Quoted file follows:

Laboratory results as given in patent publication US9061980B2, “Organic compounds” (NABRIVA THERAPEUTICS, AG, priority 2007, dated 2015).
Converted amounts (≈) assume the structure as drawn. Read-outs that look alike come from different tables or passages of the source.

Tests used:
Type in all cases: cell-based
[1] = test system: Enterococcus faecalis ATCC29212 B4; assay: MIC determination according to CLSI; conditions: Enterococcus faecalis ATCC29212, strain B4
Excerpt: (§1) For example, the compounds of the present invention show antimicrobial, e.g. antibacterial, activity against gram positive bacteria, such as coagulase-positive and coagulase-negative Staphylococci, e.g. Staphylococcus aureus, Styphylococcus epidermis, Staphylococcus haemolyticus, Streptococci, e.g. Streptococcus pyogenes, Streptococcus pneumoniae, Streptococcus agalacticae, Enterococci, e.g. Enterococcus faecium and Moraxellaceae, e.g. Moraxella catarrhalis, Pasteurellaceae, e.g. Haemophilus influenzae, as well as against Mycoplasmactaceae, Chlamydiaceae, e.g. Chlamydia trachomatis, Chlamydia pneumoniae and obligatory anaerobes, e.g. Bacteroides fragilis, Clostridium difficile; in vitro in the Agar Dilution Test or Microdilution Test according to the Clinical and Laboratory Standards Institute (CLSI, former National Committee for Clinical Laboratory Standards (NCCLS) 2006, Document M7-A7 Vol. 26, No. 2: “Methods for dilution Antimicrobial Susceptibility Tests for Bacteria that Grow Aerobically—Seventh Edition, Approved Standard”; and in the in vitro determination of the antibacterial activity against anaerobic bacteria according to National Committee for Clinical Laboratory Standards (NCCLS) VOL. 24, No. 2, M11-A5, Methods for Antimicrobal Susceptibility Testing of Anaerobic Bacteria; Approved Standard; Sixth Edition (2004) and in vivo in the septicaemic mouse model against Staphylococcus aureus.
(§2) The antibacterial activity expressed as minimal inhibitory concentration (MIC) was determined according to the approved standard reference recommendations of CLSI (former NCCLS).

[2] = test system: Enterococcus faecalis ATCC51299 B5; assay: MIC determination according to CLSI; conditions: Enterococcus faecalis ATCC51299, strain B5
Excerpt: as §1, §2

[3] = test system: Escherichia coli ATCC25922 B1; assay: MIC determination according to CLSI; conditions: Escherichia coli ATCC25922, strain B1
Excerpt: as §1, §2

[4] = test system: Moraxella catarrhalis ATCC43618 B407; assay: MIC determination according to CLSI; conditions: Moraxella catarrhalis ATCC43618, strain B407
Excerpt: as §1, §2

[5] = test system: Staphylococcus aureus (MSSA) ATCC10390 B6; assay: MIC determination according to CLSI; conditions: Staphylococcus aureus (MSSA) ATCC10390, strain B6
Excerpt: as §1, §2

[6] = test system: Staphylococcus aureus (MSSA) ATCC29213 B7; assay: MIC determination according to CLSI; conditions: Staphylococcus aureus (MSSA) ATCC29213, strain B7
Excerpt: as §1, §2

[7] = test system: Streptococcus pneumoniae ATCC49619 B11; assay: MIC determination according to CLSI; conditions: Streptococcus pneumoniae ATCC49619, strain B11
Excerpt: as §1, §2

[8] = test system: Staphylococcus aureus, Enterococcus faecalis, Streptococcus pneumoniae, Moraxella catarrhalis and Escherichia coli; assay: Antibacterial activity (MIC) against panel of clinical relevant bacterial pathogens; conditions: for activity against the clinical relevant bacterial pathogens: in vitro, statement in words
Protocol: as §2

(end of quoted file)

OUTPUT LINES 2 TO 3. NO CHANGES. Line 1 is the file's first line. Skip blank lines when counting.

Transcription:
Converted amounts (≈) assume the structure as drawn. Read-outs that look alike come from different tables or passages of the source.

Tests used: